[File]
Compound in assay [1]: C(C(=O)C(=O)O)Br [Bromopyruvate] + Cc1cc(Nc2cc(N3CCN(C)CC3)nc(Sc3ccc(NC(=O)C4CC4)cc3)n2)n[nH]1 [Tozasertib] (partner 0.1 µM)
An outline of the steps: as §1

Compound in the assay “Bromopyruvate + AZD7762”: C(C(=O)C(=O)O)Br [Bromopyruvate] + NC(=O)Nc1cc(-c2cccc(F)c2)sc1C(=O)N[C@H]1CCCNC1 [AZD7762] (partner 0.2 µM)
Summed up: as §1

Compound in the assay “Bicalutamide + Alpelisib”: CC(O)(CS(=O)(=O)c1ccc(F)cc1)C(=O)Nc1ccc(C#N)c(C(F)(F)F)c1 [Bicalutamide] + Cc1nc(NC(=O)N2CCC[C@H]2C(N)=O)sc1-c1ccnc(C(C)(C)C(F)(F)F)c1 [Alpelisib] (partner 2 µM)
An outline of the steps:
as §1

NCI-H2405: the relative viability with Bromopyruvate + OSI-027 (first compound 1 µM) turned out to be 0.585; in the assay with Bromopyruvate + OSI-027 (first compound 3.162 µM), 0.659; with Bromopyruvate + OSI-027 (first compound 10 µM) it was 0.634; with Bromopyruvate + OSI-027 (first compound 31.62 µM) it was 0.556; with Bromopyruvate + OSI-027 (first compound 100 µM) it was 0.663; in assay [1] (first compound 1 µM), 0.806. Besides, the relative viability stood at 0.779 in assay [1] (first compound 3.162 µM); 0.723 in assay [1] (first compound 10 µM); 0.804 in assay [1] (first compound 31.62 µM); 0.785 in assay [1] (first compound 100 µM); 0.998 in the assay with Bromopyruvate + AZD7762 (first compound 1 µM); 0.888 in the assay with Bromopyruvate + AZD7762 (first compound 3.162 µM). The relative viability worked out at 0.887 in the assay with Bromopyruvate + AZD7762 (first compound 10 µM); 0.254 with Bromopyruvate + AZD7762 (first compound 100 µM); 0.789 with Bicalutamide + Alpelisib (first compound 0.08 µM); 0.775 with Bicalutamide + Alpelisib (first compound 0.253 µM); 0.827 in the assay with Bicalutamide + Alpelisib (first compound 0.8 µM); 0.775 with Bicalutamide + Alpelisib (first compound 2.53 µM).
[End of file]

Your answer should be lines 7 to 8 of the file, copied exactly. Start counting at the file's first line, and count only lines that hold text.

as §1

NCI-H2405: the relative viability with Bromopyruvate + OSI-027 (first compound 1 µM) turned out to be 0.585; in the assay with Bromopyruvate + OSI-027 (first compound 3.162 µM), 0.659; with Bromopyruvate + OSI-027 (first compound 10 µM) it was 0.634; with Bromopyruvate + OSI-027 (first compound 31.62 µM) it was 0.556; with Bromopyruvate + OSI-027 (first compound 100 µM) it was 0.663; in assay [1] (first compound 1 µM), 0.806. Besides, the relative viability stood at 0.779 in assay [1] (first compound 3.162 µM); 0.723 in assay [1] (first compound 10 µM); 0.804 in assay [1] (first compound 31.62 µM); 0.785 in assay [1] (first compound 100 µM); 0.998 in the assay with Bromopyruvate + AZD7762 (first compound 1 µM); 0.888 in the assay with Bromopyruvate + AZD7762 (first compound 3.162 µM). The relative viability worked out at 0.887 in the assay with Bromopyruvate + AZD7762 (first compound 10 µM); 0.254 with Bromopyruvate + AZD7762 (first compound 100 µM); 0.789 with Bicalutamide + Alpelisib (first compound 0.08 µM); 0.775 with Bicalutamide + Alpelisib (first compound 0.253 µM); 0.827 in the assay with Bicalutamide + Alpelisib (first compound 0.8 µM); 0.775 with Bicalutamide + Alpelisib (first compound 2.53 µM).